One of the biggest and most pressing questions to arise about new SARS-CoV-2 variants like B.1.1.7, the so-called UK variant with 17 distinct mutations, and the so-called South African variant 501.V2 is whether they’ll impact the efficacy of Covid-19 vaccines.
In an attempt to offer some reassurance and possibly some answers, Pfizer has released a new study suggesting that people who have been immunized with their vaccine have antibodies that remain potent against at least one of the more prominent mutations, N501Y. This mutation is one of many that alters the virus’s spike protein and increases its ability to bind to and infect our cells. But there is so much more to the story than just N501Y.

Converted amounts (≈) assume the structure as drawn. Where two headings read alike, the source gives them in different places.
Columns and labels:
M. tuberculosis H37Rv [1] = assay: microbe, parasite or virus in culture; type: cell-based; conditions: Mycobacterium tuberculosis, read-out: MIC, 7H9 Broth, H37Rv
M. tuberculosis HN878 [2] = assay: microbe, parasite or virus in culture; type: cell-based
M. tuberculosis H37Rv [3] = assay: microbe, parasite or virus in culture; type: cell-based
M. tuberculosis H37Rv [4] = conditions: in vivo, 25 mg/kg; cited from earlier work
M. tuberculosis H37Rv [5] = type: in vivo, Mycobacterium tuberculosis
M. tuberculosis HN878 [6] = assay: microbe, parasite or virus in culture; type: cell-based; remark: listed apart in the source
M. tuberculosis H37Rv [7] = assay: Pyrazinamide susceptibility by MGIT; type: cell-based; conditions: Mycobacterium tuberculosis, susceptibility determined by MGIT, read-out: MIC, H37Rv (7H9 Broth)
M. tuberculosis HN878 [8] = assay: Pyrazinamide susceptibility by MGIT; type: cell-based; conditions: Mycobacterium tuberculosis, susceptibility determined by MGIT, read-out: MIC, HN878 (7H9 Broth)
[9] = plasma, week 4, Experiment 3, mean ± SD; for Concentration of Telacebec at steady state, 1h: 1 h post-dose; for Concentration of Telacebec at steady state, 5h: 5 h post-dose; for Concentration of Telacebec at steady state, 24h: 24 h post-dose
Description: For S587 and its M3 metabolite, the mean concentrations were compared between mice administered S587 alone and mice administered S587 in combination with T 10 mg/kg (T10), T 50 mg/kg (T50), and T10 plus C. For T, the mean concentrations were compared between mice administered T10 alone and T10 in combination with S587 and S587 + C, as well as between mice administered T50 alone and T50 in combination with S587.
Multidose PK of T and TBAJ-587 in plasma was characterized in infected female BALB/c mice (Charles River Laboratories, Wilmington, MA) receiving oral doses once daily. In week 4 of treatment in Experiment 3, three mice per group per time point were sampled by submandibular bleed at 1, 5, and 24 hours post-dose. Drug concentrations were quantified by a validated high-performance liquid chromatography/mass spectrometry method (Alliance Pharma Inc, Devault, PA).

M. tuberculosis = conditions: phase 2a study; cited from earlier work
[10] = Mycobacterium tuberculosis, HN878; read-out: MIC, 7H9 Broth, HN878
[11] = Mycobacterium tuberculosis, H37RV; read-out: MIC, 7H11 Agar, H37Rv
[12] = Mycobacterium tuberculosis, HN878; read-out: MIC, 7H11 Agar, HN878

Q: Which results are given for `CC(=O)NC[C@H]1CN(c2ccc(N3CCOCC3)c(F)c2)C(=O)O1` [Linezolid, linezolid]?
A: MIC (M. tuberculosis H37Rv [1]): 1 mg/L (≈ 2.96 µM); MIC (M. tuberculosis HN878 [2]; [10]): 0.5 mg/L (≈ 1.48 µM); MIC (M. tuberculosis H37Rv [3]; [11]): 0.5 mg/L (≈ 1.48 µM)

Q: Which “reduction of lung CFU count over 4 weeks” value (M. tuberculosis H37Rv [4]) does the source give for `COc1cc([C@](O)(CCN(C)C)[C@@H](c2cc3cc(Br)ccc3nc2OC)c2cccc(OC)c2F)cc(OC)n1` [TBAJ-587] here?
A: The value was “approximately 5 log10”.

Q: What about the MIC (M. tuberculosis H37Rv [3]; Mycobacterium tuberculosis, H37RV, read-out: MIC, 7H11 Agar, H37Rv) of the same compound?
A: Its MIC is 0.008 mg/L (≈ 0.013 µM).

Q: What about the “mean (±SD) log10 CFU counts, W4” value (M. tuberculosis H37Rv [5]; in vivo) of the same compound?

The results of the Pfizer study, published yesterday and still undergoing peer review, are based on blood samples from 20 of the individuals who have already received the Pfizer vaccine. While it’s encouraging to know the Pfizer vaccine seems to be impervious to the effects of at least one significant variant, many more remain in the mix that we’re still unsure about. One such example is E484K, a mutation critical to the South African 501.V2 variant also located in the spike’s receptor-binding domain.
Originally published on Forbes (January 8, 2021)